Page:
Tags: Boston Marathon Bombings | War on Terrorism | starbucks | defendants | Dzhokhar Tsarnaev

Boston Marathon Bomber Wanted to Open a Starbucks in Kazakhstan

By Jason Devaney   |   Thursday, 15 May 2014 07:20 PM

Dzhokhar Tsarnaev, one of the two men suspected of carrying out the 2013 Boston Marathon bombing, talked about opening a Starbucks in Kazakhstan before the attack occurred.

According to an FBI agent who testified at a federal hearing on Thursday, Tsarnaev and his friend Dias Kadyrbayev discussed the business proposition together.

"[Kadyrbayev] was going to start a business with Dzhokhar," said FBI Special Agent Steven Schiliro, according to an ABC News report. Kadyrbayev told investigators it would be a Starbucks.

Kadyrbayev and Azamat Tazhayakov lived in a housing complex in New Bedford, Mass., and Tsarnaev would sometimes stay with them. The pair was arrested, released, and then arrested again by authorities in the days following the bombing and held on immigration violations. They were eventually charged with concealing evidence that tied Tsarnaev to the bombing.

According to the official criminal complaint, the two men, "[w]illfully conspire[d] with each other to commit an offense against the United States […] by knowingly destroying, concealing and covering up objects belonging to Dzhokhar Tsarnaev, namely, a backpack containing fireworks and a laptop computer, with the intent to impede, obstruct, and influence the criminal investigation of the Marathon bombings."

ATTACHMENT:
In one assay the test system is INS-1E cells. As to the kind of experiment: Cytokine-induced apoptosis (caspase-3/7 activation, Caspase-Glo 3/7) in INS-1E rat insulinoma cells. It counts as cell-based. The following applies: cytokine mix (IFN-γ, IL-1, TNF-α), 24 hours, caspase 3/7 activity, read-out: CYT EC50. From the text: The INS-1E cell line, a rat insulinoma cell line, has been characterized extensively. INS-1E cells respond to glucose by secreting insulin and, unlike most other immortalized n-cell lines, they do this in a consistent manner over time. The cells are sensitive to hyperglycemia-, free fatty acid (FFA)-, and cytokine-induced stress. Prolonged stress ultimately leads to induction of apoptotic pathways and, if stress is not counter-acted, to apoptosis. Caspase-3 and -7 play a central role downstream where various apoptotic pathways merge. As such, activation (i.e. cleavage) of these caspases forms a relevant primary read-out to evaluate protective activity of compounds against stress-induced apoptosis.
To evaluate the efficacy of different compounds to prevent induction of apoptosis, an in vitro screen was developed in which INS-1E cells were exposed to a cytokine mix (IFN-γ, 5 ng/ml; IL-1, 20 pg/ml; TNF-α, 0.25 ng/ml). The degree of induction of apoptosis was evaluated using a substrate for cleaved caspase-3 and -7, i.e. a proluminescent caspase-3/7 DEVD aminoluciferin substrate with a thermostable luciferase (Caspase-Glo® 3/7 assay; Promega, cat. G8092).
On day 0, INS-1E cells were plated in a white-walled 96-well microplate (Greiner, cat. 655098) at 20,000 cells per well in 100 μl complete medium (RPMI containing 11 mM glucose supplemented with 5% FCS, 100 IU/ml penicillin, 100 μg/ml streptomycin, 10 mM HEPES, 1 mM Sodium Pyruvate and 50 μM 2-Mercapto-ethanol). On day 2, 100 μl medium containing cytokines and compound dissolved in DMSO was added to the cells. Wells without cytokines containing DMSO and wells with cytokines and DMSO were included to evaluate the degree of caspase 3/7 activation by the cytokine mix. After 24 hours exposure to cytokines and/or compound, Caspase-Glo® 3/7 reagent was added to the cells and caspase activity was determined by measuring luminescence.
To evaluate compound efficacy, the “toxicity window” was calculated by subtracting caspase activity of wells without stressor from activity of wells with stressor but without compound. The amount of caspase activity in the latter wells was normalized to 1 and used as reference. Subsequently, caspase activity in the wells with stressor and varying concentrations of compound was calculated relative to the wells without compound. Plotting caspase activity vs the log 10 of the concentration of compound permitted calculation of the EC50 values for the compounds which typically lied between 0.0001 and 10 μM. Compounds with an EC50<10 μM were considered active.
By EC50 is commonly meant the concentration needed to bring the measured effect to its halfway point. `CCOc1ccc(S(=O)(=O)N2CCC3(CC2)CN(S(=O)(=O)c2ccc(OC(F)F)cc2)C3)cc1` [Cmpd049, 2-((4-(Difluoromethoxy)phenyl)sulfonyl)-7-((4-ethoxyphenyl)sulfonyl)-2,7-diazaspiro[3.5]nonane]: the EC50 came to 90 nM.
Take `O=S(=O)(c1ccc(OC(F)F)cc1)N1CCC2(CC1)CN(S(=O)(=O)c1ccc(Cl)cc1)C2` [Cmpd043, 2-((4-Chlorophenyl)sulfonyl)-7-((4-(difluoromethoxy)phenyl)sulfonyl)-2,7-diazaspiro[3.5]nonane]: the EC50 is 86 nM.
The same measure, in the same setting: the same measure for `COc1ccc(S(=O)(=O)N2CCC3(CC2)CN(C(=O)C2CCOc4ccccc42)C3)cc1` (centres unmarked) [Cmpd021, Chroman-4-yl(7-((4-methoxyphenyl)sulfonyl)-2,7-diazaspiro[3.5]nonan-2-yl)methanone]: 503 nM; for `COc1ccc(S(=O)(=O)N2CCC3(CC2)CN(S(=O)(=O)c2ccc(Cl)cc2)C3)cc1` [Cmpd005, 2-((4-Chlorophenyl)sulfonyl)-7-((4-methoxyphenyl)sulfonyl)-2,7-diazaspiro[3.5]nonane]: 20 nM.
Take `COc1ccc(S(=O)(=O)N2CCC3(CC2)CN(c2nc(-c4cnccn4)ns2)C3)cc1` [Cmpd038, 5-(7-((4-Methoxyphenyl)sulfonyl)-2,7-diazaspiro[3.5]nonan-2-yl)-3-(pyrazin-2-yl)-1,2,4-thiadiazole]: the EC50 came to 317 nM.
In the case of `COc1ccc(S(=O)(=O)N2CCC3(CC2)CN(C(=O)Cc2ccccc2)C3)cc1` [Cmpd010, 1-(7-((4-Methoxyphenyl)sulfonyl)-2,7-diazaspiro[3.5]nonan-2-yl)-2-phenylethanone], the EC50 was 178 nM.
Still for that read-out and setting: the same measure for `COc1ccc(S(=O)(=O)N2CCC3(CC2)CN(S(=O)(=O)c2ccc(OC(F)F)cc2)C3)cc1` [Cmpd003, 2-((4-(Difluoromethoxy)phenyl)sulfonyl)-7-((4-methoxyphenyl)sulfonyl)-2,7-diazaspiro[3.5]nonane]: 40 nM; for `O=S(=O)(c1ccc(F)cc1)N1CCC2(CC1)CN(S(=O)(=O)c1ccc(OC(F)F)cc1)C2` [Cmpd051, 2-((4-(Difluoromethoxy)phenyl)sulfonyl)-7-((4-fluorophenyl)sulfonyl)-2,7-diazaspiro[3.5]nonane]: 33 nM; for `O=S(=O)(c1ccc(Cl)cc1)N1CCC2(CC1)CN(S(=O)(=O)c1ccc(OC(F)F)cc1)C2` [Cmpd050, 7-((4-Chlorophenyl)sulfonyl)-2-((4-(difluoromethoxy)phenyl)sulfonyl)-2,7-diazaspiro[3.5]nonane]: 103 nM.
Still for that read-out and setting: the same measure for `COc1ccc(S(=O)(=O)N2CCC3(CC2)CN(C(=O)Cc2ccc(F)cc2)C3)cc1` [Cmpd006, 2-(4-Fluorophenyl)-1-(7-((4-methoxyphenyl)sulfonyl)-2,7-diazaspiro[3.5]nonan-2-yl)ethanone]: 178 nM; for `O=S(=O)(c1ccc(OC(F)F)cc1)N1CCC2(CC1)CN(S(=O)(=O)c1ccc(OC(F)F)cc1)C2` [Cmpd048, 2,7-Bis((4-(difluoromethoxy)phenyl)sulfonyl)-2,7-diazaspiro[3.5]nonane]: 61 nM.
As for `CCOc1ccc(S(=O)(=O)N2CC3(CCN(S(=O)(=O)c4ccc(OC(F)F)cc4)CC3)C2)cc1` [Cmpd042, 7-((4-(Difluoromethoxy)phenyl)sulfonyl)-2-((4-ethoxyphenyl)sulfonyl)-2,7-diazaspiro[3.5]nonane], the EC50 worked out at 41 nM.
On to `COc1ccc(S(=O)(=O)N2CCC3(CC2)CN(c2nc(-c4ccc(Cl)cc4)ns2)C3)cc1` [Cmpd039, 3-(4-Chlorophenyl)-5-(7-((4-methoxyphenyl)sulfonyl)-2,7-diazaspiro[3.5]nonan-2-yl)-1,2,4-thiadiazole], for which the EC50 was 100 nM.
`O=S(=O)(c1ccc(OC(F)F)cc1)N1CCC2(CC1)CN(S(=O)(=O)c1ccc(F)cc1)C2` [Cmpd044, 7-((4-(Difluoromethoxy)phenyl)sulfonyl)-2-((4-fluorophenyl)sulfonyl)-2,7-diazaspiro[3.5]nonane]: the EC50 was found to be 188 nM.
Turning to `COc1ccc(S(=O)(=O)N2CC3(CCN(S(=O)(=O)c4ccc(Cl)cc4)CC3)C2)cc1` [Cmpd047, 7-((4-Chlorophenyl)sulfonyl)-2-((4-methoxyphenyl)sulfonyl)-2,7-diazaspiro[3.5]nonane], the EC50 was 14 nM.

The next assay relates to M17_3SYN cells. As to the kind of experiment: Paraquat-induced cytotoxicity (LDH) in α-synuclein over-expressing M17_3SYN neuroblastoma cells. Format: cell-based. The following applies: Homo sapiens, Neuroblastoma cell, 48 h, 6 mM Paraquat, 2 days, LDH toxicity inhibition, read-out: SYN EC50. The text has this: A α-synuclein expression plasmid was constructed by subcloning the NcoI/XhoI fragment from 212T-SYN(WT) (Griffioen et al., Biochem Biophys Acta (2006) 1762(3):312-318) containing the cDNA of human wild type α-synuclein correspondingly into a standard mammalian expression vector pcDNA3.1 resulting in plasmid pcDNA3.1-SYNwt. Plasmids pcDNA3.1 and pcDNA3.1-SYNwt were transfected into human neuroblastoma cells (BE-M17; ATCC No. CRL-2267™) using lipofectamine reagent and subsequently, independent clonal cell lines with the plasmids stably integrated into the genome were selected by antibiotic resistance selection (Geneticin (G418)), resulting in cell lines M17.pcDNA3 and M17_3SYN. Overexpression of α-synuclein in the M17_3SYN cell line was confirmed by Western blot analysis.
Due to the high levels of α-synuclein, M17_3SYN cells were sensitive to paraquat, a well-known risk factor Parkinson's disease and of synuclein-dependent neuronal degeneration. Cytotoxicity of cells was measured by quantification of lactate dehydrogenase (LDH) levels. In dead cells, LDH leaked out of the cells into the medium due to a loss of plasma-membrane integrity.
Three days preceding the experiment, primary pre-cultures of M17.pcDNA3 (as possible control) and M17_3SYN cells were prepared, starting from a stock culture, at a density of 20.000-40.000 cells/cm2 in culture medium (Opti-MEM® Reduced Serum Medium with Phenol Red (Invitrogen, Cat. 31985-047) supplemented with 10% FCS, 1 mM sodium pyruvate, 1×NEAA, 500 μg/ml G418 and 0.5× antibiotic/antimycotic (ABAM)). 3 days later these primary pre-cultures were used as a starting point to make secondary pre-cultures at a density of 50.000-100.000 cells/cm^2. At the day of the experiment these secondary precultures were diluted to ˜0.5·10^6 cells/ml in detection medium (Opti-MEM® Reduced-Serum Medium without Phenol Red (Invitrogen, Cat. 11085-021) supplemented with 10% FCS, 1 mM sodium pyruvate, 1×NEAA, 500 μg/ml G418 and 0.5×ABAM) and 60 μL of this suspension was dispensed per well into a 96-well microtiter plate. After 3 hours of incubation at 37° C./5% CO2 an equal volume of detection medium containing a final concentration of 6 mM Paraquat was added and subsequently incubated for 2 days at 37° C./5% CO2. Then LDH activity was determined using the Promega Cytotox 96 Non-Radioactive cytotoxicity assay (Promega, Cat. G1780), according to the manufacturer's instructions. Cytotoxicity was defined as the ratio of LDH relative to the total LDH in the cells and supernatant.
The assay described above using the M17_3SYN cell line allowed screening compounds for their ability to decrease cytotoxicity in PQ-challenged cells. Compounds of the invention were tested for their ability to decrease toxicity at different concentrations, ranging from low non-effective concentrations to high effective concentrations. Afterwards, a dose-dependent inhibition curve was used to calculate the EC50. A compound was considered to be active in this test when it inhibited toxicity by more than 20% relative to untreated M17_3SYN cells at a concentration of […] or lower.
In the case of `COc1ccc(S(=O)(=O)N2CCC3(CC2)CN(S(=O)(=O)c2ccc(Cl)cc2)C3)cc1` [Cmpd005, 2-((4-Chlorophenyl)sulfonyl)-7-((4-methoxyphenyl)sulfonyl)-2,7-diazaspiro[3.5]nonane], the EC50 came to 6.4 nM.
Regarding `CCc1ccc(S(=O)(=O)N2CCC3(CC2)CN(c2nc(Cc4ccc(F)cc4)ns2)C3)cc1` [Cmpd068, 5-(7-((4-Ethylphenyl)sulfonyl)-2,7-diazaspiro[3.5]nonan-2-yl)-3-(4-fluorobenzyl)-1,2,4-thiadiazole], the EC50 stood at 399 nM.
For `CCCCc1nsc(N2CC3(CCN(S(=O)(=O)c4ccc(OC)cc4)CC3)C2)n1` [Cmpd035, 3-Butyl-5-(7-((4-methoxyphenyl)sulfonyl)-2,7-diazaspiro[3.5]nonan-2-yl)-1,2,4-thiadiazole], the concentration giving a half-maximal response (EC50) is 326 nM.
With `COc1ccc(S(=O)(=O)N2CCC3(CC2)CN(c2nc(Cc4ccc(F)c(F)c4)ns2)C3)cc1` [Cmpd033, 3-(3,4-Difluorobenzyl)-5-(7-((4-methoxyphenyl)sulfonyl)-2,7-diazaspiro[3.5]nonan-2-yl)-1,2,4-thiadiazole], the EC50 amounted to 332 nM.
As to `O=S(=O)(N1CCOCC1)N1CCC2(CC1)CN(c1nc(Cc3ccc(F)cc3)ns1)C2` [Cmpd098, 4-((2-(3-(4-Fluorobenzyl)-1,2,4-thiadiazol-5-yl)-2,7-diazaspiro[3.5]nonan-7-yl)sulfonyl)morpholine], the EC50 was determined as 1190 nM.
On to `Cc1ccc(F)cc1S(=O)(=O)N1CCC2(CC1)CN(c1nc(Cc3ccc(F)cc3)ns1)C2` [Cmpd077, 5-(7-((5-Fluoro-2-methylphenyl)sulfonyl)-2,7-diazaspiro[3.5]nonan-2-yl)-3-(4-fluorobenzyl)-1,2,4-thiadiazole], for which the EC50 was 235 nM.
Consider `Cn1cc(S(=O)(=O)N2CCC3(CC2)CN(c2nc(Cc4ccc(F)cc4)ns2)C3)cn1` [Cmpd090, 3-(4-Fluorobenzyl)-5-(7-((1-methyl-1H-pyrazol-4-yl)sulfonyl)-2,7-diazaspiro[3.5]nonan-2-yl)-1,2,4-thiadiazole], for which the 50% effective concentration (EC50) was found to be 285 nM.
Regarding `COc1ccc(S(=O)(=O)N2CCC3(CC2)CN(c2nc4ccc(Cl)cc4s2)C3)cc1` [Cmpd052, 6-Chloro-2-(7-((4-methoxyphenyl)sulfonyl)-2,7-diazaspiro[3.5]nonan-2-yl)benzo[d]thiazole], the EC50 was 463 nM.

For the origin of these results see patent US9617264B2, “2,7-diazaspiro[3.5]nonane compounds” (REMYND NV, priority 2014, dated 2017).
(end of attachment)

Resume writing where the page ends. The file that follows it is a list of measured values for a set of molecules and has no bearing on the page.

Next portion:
A federal suppression hearing in Boston this week is challenging statements the duo made, along with former Tsarnaev acquaintance Robel Phillipos, on the grounds that they provided them without an attorney present and they had not been arrested before being interviewed.

According to the ABC News story, Kadyrbayev also joked with investigators about joining the FBI and smoking marijuana.

Tsarnaev, now 20, is awaiting trial in the deaths of four people — three spectators that were killed at the scenes of dual blasts caused by homemade pressure cooker bombs near the finish line of the Boston Marathon, and one MIT police officer who was killed a few days later. His brother Tamerlan Tsarnaev, the other alleged bomber, was killed during an intense shootout with police three days after the bombing.

Dzhokhar Tsarnaev was discovered later that day hiding in a boat behind a residence in Watertown, Mass. He was arrested and faces 30 charges related to the bombing and the firefight with police. If convicted, he could be put to death.

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